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Should we move to single occupancy hospital rooms?

Quiet and private, or isolated and hard to manage. These are the flipsides in the increasing argument for and against single occupancy hospital rooms.

There is a growing trend internationally for single occupancy rooms, but the dearth of literature in the area means that its benefits remain to be seen.

Advocates believe that single patient rooms increase privacy and confidentiality. They can also avoid gender bed blocking and, importantly, have the potential to better control infections.

Hugh Pennington – emeritus professor of bacteriology, University of Aberdeen – writing in the British Medical Journal, cites a Canadian study that shows (when changing intensive care wards from multi-bed to single rooms) a 40 per cent reduction in some strains of bacteria, like golden staph. Patients were also found to have 10 per cent shorter stays.

However, those against the move believe that patients are against single rooms.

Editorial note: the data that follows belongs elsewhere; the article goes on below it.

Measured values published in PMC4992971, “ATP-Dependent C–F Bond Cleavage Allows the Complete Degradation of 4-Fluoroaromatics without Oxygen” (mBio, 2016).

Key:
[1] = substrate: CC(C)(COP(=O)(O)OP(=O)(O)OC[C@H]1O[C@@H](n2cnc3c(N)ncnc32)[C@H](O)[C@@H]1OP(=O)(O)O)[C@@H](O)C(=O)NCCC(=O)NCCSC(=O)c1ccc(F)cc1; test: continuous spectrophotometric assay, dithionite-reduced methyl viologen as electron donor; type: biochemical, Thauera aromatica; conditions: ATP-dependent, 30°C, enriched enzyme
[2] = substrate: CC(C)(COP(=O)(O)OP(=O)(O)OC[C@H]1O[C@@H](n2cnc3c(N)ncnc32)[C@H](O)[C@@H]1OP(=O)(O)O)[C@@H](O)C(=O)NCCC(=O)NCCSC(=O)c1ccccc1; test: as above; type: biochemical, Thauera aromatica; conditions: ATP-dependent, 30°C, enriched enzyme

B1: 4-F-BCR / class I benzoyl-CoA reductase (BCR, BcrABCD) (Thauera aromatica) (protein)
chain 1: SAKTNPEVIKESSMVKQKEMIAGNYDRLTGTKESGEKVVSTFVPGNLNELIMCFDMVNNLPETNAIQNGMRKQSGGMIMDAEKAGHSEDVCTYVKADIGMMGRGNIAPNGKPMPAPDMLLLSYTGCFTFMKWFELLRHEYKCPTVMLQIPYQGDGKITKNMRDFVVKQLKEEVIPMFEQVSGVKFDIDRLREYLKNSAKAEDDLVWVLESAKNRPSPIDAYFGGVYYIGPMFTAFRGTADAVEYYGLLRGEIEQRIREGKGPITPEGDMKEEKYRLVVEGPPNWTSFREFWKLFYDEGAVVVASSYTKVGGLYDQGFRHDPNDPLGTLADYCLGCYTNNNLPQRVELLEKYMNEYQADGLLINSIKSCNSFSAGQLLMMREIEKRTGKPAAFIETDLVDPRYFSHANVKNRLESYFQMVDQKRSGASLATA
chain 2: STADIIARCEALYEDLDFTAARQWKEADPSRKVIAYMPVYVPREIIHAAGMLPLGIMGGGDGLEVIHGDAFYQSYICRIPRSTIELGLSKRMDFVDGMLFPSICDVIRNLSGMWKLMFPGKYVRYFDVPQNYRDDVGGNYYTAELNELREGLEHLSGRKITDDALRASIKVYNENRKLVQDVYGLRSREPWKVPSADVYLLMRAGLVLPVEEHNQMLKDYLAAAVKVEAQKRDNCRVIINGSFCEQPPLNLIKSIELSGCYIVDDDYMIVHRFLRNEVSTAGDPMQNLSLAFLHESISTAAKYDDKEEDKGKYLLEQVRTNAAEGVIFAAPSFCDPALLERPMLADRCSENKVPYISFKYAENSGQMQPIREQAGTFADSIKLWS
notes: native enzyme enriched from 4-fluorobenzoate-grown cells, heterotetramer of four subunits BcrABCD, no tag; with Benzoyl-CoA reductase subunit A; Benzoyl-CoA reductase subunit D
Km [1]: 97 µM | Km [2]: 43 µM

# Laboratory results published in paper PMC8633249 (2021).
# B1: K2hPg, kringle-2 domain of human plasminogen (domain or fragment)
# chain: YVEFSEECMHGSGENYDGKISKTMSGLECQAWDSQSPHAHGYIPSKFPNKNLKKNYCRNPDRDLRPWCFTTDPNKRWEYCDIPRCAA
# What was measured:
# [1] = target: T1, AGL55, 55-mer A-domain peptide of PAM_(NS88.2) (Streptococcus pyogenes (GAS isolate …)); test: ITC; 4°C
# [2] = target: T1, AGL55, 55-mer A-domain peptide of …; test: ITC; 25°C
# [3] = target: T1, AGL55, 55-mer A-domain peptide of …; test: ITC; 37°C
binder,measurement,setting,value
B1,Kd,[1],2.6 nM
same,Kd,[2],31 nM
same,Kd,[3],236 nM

Patient loneliness is a problem, but also a worry that a nurses’ overview of patients and ability to treat them in a hurry could be made more difficult.

In an Australian context, the evidence is also hard to find. Currently, the new Royal Adelaide Hospital is the only Government facility with 100 per cent single occupancy.

Dr Lynette Cusack – Associate Professor Nursing at the Adelaide Nursing School, The University of Adelaide – and her colleagues have conducted some research into the advantages and disadvantages of single rooms for patients and nurses alike.

Nursing Review spoke with Cusack to hear more.

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